Under the label of QE, the Fed will buy long-term government bonds, perhaps one trillion dollars or more, adding an equal amount of cash to the economy and to banks’ excess reserves. Expectation of this has lowered long-term interest rates, depressed the dollar’s international value, bid up the price of commodities and farm land, and raised share prices.

Proponents of QE2 would point to Japan and say the policy known as “quantitative easing” is likely to prove ineffective. They term it a leaky hose, rather than a monetary Noah’s Flood.

QE2 would only expand the Fed’s balance sheet by about a quarter, or ~4.0% of gross domestic product. The Fed’s proposed policy of quantitative easing is a dangerous gamble with only limited upside potential and substantial risks of creating asset bubbles that could destabilize the global economy. Although the US economy is weak and the outlook uncertain, QE is not the right remedy.

As per economists, like all bubbles, these exaggerated increases can rapidly reverse when interest rates return to normal levels. The greatest danger will then be to leveraged investors, including individuals who bought these assets with borrowed money and banks that hold long-term securities. These risks should be clear after the recent crisis driven by the bursting of asset price bubbles.

The infusion of US$ 600.0 billion freshly printed greenbacks is pushing the dollar down, to the benefit of US exporters. However, they cannot be relied on to accelerate the economy all that much, as they account for a mere one-eighth of output.

The problem now extends to emerging markets, a group not directly affected in the last crisis. The lower US interest rates are causing a substantial capital flow to emerging economies, creating currency volatility.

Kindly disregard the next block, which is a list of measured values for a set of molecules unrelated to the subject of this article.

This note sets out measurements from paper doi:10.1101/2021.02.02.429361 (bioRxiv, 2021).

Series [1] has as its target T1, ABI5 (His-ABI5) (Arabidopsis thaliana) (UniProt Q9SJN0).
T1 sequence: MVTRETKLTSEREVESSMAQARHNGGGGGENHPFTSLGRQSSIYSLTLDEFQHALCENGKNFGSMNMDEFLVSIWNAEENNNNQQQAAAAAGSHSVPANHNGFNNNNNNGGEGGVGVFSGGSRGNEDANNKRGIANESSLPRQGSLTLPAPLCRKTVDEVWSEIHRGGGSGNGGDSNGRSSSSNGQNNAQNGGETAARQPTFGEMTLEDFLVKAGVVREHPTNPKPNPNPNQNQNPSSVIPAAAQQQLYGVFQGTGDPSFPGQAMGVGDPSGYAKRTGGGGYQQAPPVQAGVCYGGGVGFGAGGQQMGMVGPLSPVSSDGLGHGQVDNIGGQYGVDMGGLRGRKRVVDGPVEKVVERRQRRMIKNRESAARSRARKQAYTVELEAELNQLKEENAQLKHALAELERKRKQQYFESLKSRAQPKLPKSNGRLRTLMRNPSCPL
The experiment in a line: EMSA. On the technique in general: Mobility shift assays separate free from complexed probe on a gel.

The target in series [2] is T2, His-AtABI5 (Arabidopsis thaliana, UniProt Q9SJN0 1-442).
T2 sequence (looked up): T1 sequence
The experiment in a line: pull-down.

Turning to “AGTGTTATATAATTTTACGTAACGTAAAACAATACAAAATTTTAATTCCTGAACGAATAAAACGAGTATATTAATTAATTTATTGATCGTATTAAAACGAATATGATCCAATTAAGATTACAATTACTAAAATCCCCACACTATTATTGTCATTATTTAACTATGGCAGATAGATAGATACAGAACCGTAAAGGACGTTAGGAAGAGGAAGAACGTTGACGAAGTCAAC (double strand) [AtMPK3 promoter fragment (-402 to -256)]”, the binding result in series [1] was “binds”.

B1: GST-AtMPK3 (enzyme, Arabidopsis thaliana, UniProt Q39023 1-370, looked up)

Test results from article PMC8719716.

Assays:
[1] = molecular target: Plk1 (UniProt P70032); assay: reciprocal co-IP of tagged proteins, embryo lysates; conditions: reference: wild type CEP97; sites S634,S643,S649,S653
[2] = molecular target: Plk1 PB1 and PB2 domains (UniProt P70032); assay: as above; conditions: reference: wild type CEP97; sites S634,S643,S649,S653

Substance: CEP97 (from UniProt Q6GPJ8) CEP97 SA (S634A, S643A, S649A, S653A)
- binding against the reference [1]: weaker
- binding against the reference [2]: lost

Looking at the big picture, one might wonder: Why is the Fed doing this? It is of course worried by the weakness of the US recovery. Traditional monetary policy has already done what it can: short-term interest rates are close to zero, commercial banks hold a trillion dollars of excess reserves, and the money supply is growing more rapidly than nominal gross domestic product. But the Fed leadership does not want to be seen sitting idle when the economy is in trouble.

The other ways in which QE would raise GDP are also small. A 20 basis-point reduction in mortgage rates would have little effect on homebuying at a time when house prices are again falling. The increase in banks’ liquidity would do nothing since banks already have massive excess reserves. Big corporations are sitting on vast amounts of cash. Small businesses that are not spending because they cannot get credit will not be helped, because the banks on which they depend have a shortage of capital.

The truth is there is little more that the Fed can do to raise economic activity. What is required is action by the US government to help homeowners with negative equity and businesses that cannot get credit, to remove the threat of higher tax rates, and reduce the fiscal deficits. Any QE should be limited and temporary.

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